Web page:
category is a named constant (or string)
specifying the category of the functions affected by the locale
LC_ALL for all of the below
LC_COLLATE for string comparison, see strcoll()
LC_CTYPE for character classification and conversion, for example strtoupper()
LC_MONETARY for localeconv()
LC_NUMERIC for decimal separator (See also localeconv())
LC_TIME for date and time formatting with strftime()
LC_MESSAGES for system responses (available if PHP was compiled with libintl)
Note: As of PHP 4.2.0, passing
categoryas a string is deprecated, use the above constants instead. Passing them as a string (within quotes) will result in a warning message.
locale is NULL or the empty string
"", the locale names will be set from the
values of environment variables with the same names as the above
categories, or from "LANG".
locale is "0",
the locale setting is not affected, only the current setting is returned.
locale is an array or followed by additional
parameters then each array element or parameter is tried to be set as
new locale until success. This is useful if a locale is known under
different names on different systems or for providing a fallback
for a possibly not available locale.
Note: Passing multiple locales is not available before PHP 4.3.0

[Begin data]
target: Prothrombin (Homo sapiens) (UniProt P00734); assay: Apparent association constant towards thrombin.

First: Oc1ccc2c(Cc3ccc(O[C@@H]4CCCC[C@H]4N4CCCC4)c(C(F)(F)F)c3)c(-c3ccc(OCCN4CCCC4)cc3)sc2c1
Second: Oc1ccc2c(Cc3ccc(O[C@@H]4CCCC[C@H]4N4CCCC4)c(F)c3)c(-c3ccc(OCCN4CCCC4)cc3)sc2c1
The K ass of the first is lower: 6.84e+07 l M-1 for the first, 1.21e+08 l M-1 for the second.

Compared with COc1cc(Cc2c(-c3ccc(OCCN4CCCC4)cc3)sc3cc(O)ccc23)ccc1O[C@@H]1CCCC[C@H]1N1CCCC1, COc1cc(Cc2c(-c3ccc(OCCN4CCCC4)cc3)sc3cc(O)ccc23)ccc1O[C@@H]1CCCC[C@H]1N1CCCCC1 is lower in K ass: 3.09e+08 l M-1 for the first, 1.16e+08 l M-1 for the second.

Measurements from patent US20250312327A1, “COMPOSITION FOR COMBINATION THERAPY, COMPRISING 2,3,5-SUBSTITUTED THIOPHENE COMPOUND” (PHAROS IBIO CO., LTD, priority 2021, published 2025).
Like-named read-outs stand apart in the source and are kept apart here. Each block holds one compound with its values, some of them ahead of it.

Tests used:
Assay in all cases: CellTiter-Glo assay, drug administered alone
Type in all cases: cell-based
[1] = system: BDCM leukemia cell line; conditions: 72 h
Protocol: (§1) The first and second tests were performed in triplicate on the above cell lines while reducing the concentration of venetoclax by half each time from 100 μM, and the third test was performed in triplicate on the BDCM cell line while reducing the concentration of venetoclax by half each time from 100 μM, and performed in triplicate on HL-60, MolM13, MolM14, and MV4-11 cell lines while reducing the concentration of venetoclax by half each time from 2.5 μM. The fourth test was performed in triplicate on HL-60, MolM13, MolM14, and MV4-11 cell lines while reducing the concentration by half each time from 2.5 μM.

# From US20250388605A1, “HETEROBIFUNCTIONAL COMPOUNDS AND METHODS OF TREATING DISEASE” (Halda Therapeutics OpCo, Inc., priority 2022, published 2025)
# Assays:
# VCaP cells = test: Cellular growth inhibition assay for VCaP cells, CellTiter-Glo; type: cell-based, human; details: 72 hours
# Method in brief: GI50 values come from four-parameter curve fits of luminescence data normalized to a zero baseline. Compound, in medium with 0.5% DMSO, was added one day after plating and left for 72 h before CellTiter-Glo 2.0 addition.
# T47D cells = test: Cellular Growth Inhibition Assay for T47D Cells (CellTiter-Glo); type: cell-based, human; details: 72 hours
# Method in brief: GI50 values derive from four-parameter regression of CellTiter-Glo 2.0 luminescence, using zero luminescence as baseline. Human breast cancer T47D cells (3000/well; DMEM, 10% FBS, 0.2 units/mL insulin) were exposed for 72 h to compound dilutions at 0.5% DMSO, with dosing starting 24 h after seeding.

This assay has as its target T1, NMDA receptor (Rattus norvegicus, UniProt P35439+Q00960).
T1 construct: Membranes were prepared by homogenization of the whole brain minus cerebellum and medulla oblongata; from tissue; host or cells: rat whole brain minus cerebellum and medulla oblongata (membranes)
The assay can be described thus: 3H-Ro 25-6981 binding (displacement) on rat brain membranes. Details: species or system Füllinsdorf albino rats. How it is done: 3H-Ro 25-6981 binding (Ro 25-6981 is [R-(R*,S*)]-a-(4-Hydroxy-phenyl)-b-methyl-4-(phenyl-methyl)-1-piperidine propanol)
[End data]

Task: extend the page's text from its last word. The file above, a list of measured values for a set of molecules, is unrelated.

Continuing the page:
Setlocale returns the new current locale, or FALSE if the locale functionality is not implemented on your platform, the specified locale does not exist or the category name is invalid. An invalid category name also causes a warning message. Category/locale names can be found in RFC 1766 and ISO 639. Different systems have different naming schemes for locales.
Note: The return value of setlocale() depends on the system that PHP is running. It returns exactly what the system setlocale function returns.
The locale information is maintained per process, not per thread. If you are running PHP on a multithreaded server api like IIS or Apache on Windows you may experience sudden changes of locale settings while a script is running although the script itself never called setlocale() itself. This happens due to other scripts running in different threads of the same process at the same time changing the processwide locale using setlocale().
Tip: Windows users will find useful information about
localestrings at Microsoft's MSDN website. Supported language strings can be found at http://msdn.microsoft.com/library/default.asp?url=/library/en-us/vclib/html/_crt_language_strings.asp and supported country/region strings at http://msdn.microsoft.com/library/default.asp?url=/library/en-us/vclib/html/_crt_country_strings.asp. Windows systems support the three letter codes for country/region specified by ISO 3166-Alpha-3, which can be found at this Unicode website.
Example 1. setlocale() Examples
Example 2. setlocale() Examples for Windows